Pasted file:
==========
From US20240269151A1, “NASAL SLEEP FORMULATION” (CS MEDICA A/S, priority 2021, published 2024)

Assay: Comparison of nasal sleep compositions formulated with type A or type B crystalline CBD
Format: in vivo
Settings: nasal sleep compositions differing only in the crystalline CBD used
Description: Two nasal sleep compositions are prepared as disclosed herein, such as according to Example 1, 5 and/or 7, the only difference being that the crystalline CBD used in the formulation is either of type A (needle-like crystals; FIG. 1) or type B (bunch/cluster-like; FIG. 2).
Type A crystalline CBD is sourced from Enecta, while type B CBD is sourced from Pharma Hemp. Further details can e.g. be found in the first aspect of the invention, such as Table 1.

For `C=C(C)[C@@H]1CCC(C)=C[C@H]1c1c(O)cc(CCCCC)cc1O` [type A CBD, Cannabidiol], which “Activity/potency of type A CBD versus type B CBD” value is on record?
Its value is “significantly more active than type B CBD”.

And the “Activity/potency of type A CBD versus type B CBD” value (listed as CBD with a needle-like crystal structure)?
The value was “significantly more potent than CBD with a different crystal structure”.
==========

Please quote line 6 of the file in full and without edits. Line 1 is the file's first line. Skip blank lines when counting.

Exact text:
Type A crystalline CBD is sourced from Enecta, while type B CBD is sourced from Pharma Hemp. Further details can e.g. be found in the first aspect of the invention, such as Table 1.